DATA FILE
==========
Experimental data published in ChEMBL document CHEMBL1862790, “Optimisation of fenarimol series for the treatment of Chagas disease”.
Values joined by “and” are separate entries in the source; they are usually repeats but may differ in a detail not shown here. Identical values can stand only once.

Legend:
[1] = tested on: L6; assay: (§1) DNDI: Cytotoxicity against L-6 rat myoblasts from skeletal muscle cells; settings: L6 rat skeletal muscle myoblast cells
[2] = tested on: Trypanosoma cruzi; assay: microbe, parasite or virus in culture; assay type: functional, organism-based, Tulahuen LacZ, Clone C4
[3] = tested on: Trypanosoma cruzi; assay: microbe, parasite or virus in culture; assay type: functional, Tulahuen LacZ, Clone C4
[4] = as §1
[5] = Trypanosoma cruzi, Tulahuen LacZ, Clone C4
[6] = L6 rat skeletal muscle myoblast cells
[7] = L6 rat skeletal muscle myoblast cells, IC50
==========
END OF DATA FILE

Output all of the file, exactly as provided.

Experimental data published in ChEMBL document CHEMBL1862790, “Optimisation of fenarimol series for the treatment of Chagas disease”.
Values joined by “and” are separate entries in the source; they are usually repeats but may differ in a detail not shown here. Identical values can stand only once.

Legend:
[1] = tested on: L6; assay: (§1) DNDI: Cytotoxicity against L-6 rat myoblasts from skeletal muscle cells; settings: L6 rat skeletal muscle myoblast cells
[2] = tested on: Trypanosoma cruzi; assay: microbe, parasite or virus in culture; assay type: functional, organism-based, Tulahuen LacZ, Clone C4
[3] = tested on: Trypanosoma cruzi; assay: microbe, parasite or virus in culture; assay type: functional, Tulahuen LacZ, Clone C4
[4] = as §1
[5] = Trypanosoma cruzi, Tulahuen LacZ, Clone C4
[6] = L6 rat skeletal muscle myoblast cells
[7] = L6 rat skeletal muscle myoblast cells, IC50